Guernsey, 1814-1914: Migration and Modernisation (Hardback)
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Short Description for Guernsey, 1814-1914 Despite 600 years of allegiance to the English Crown, a majority of Guernseymen still spoke a Franco-Norman dialect. By the eve of WWI, however, insular society had turned anglophone and was orientated towards England. This book focuses and attributes it to migration, since the Island experienced both outflows and inflows.
- Published: 21 February 2008
- Format: Hardback 344 pages
- ISBN 13: 9781843833208 ISBN 10: 1843833204
- Sales rank: 1,125,862
Full description for Guernsey, 1814-1914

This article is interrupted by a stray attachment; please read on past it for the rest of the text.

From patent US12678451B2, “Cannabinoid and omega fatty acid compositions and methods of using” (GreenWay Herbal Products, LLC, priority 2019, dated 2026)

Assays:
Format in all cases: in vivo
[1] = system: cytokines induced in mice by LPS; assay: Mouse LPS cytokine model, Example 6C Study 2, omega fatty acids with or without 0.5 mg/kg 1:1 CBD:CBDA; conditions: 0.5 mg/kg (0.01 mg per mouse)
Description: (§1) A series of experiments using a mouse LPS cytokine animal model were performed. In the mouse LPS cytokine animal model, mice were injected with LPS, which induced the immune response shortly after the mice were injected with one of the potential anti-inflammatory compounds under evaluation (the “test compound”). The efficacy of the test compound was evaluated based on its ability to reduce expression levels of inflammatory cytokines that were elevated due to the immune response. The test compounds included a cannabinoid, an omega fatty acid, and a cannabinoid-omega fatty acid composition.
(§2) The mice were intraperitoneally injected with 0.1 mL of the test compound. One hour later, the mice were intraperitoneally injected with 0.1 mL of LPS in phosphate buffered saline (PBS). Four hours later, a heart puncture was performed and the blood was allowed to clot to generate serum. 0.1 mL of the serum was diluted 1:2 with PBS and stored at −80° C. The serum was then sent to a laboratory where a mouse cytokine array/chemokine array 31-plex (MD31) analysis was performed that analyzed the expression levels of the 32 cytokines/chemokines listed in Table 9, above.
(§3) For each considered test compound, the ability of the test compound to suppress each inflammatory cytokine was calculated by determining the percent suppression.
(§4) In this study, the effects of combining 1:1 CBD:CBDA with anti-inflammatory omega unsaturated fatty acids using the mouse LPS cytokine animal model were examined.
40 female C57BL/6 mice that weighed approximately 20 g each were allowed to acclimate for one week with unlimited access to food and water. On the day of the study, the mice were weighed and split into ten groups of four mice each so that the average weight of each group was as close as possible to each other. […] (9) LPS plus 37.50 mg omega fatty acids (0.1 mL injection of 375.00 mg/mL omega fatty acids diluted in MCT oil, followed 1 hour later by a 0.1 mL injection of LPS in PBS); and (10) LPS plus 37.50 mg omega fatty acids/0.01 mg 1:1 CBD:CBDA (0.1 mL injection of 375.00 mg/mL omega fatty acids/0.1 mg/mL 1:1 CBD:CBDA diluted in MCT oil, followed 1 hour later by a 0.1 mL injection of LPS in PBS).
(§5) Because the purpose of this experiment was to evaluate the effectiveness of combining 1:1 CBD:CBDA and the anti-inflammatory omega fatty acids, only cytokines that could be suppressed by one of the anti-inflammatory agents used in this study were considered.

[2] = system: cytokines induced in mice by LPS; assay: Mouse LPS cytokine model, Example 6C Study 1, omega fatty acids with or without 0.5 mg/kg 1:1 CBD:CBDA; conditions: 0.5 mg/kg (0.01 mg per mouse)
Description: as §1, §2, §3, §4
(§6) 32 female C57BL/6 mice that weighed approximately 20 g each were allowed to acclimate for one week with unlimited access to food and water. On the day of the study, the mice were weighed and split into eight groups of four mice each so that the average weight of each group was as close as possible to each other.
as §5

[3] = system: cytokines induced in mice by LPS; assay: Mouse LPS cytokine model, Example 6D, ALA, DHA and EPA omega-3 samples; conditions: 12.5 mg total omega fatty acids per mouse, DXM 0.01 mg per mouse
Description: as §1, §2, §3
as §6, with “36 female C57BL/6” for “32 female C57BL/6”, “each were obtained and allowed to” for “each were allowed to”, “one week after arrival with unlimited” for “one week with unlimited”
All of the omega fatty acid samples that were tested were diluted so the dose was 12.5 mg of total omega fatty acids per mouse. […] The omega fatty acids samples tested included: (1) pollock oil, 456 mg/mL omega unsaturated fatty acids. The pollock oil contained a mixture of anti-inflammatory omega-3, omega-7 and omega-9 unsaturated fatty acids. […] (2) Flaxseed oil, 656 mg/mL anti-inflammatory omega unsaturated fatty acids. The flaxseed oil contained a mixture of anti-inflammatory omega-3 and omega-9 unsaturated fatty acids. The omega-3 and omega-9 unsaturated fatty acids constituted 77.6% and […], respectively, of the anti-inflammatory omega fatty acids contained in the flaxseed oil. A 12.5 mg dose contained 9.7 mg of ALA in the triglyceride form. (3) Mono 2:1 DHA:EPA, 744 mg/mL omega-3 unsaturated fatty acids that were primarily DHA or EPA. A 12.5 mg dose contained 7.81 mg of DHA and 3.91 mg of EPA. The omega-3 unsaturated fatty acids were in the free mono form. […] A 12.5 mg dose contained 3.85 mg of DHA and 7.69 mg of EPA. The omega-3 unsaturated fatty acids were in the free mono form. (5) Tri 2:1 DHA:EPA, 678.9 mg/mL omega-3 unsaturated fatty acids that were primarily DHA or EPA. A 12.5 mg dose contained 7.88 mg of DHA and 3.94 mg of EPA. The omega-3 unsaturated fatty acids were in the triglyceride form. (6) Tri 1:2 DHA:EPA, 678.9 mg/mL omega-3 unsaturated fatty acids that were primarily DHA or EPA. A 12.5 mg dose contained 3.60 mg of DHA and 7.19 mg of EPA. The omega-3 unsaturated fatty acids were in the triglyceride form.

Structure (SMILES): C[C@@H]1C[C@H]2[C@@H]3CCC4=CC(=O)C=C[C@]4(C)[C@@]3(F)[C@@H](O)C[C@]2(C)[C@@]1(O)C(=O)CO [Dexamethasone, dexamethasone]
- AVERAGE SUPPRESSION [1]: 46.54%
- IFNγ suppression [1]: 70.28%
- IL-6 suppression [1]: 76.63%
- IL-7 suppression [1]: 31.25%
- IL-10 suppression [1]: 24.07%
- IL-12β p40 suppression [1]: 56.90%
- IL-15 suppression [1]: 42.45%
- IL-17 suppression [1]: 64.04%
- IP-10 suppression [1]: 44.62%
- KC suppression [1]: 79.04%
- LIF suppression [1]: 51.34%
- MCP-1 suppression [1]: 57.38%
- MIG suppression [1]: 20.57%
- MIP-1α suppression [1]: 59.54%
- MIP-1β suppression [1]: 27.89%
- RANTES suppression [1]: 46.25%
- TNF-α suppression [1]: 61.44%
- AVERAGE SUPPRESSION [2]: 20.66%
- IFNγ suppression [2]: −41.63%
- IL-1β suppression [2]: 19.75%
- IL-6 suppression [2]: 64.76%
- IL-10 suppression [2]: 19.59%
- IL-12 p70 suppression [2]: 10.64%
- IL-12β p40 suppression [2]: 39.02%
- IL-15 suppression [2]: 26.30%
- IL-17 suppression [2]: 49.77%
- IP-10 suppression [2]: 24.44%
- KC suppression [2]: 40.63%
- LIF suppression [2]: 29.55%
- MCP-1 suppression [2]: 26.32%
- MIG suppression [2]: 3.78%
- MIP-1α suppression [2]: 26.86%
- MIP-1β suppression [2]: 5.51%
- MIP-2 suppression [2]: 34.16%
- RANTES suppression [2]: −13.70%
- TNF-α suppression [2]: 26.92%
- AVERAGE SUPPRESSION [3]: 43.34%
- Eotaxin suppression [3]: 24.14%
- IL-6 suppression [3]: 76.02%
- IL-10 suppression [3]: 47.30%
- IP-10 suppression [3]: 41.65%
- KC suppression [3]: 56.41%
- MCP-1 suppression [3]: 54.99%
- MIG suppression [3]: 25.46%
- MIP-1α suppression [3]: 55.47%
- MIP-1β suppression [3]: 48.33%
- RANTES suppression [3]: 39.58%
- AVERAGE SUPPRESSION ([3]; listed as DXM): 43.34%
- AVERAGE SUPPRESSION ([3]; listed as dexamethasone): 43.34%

In the early nineteenth century, despite 600 years of allegiance to the English Crown, a majority of Guernseymen still spoke a Franco-Norman dialect and retained cultural affinities with France. By the eve of World War I, however, insular society had turned predominantly anglophone and was culturally orientated towards England.In examining this sea-change, the author focuses particularly on the role of migration, since the Island experienced both substantial outflows (to North America and the Antipodes), and substantial inflows (from Dorset, Devon, Somerset, Hampshire and Cornwall; the Irish province of Munster, and the French departements of La Manche and Les Cotes-du-Nord). The author investigates push- and pull-factors influencing the various migrant cohorts, and evaluates the reception they met from the insular authorities and population at large. Whilst showing that both British and French migrants, in their different ways, advanced the process of anglicisation, she sets their contribution in its proper perspective against the host of less tangible forces which had first initiated anglicisation and were hastening it on irrespective of the migrant presence.